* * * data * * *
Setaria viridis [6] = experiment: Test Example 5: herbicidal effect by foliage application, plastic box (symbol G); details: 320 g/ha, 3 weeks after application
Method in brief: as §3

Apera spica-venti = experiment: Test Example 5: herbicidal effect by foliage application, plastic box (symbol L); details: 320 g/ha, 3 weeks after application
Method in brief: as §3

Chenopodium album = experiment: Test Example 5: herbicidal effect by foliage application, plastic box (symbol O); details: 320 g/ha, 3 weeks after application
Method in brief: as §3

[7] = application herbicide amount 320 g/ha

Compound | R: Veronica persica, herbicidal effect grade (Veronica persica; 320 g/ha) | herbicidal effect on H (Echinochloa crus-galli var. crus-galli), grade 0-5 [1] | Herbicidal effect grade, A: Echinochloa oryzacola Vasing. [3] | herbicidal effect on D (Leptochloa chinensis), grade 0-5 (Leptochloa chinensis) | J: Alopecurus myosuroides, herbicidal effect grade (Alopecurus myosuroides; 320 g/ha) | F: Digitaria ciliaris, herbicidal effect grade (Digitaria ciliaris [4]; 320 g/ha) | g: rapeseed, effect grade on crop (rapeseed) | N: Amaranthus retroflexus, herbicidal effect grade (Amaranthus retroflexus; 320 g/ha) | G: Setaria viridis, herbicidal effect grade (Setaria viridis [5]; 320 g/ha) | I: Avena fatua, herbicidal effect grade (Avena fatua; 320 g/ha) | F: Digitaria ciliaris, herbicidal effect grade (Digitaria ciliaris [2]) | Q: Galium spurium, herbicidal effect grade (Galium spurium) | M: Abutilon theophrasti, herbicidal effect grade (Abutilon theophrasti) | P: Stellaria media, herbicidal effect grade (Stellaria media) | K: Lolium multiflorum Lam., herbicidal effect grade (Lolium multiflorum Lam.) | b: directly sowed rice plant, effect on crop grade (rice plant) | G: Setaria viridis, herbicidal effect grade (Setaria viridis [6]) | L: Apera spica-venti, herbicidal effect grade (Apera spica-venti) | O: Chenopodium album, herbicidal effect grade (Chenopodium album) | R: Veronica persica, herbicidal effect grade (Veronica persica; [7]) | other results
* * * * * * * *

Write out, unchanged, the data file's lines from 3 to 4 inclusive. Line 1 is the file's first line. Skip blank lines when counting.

Apera spica-venti = experiment: Test Example 5: herbicidal effect by foliage application, plastic box (symbol L); details: 320 g/ha, 3 weeks after application
Method in brief: as §3